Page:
Y’all. I’m not superstitious, but in reality, I’m pretty superstitious and I tend to think things happen in threes (or they happen in threes because I believe they happen in threes, but whatever! All I’m saying is I’m doomed), and, in case you didn’t get this from the parenthetical, I’m doomed!
Stormii (the NOT-MY-DOG mama dog) is feeling much better and is getting more and more affectionate every day, to the point where she leaped into my arms on the couch and then joyfully swung her heavy, meaty head and clocked my right in my orbital socket with her closed mouth. Holy shit, I saw stars. They were sparkly.💥💥💥
Then, to add insult to physical injury, I was laying upside down on the bed and Humphrey decided to join me. Instead of jumping ANYWHERE else on a king-sized bed, he jumped up right over my head. He realized his mistake as soon as he jumped so he froze as soon as he landed. Unfortunately, he froze with his, um, boy parts, on my forehead. He paused like a gargoyle, just right over my head. So, yeah……Humphrey mushroom stamped my forehead. 🤦♀️😔🤦♀️🤣🤦♀️
Darrin was of NO help at all as he was collapsed in wheezing laughter. 🤦♀️😍🤦♀️
But y’all, I’m low-key paranoid to go to work today! If dogs that love me are punching me in the face and assaulting my forehead with their junk, what’s going to happen with dogs & cats that don’t even KNOW me yet?! 😨 Wish me luck. ❤️
Y’all. Y’aalllllllllll. Listen! I’ve been tired. Like, capital T, Tired. Depressed? – sure, but doing alright. Anxiety? – well, yeah. No more than anyone else what with the global pandemic (or global pandemania as I like to say) and all. Physical pain? – yup, it’s been a fucker, but I’m working on it. Anywhoodle, all I’m saying is that just like all y’all, I’m doing the best I can.
However, a good thing happened, so I’m forcing myself to sit here and write about Mr. Antonio, because writing helps me and if anyone deserves to be written about it’s Mr. Antonio, or Tony, as he is now called.
Mr. Tony was found on island by a lovely (and straight-up dedicated!) human. She was impressed with his majestic 19 hairs just a’blowin in the wind, overcome by his magnificent natural aroma and pebbled scabtastic skin (of demodectic mange and associated infections), and let us not forget, his impressive knee-length testicles which probably could have been literally, 🎶 thrown o’er his shoulder like a continental soldier🎶. What’s NOT to love?!?
I could spend a lot of time writing about the hectic 3-4 days from meeting Tony to actually getting Tony to his final destination (which, btw, was Alaska 🥶) and/or the never ending logistical nightmare of attempting to move a dog that weighs greater than 18lbs off-island these days – but I don’t want to; this is a post about an amazingly lucky dog and my deep gratitude and appreciation for some beloved and wonderful people in my life who kept me going during a rough time and how I was (hopefully) able to pass that forward.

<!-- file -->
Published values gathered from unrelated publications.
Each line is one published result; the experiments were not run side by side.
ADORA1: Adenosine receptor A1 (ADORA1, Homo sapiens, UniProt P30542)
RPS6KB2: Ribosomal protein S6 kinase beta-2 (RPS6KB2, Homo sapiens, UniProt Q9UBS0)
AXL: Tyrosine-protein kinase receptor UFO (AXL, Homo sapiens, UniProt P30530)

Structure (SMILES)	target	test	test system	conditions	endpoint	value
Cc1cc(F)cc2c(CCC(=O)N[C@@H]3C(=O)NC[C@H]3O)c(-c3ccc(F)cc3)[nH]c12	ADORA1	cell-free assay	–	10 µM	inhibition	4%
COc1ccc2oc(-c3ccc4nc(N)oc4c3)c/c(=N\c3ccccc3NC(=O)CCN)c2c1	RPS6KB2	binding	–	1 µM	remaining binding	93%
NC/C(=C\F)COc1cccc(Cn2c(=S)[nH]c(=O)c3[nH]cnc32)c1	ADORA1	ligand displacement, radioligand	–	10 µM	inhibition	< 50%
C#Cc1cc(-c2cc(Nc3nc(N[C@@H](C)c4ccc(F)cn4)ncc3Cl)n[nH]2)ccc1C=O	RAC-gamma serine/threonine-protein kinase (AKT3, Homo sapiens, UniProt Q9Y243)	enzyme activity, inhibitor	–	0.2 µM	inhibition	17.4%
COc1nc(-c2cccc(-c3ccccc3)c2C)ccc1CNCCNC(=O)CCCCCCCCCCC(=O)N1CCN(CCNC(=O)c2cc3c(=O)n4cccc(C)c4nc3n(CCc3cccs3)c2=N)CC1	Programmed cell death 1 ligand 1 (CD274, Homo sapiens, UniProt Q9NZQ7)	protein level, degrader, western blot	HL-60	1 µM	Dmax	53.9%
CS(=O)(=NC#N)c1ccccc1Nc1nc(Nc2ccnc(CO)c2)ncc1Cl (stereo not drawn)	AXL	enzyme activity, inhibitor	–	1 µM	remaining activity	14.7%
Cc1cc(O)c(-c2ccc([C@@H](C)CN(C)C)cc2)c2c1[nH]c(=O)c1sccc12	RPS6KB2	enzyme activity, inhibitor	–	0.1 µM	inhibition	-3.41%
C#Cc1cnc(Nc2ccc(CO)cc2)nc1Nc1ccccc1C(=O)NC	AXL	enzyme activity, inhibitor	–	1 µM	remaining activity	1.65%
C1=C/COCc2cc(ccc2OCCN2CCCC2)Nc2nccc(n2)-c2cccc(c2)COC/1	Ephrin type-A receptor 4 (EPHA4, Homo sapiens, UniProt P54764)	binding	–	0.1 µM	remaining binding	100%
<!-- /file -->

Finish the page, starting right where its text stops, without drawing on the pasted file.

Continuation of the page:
About seven years ago I was traveling to the great arctic midwest with my service dog, Herbert. He and I were delicate tropical flowers and two wonderful people provided me with winter wear for Herbert. Debra bought him a jacket-type coat that he ended up using a lot even after our winter trip was over for over-air-conditioned buildings (again, delicate tropical flower). Kristin, an amazing artist/designer/seamstress, made Herbert a GORGEOUS quilted cape type coat with embroidered vines that kept him warm and safe during the insane snowmageddon we encountered during our travels. During the coldest times, he wore both VERY happily.
After Herbert passed away, I couldn’t bring myself to let go of a lot of his things, some of them because my practical butt thought they could still be used, but some, like these coats, because they were *his* and I still miss him every day. When I met Mr. Tony, I knew where those coats had to go – Alaska.
Mr. Half-a-Floof Tony, his nekkid mole rat-looking self went from in the living in the tropical Caribbean sun, eating trash with his hot mess of broken teeth and his skin rotting gently from infection while itching everywhere ALL of the time, to meeting a few ladies who lured him with delicious turkey, (I have this interaction pictured in my head like the siren scene from “O Brother, Where Art Thou?” but with turkey instead of laundry 🤣 | https://youtu.be/SJmZtn8vmt8), to visiting a vet clinic for 4 days where he was bathed, medicated, and walked on a leash, to then being dressed in toddler pajamas which were made crotchless by a lady in overalls who spent way too much time laughing over his crotchless pajamas (I’m sorry, I couldn’t help it, they REALLY highlighted his, um, testicles and I have a *very* lowbrow sense of humor), to then flying on a plane to Miami, and then ANOTHER plane to Alaska with *his* turkey-providing FoodLady.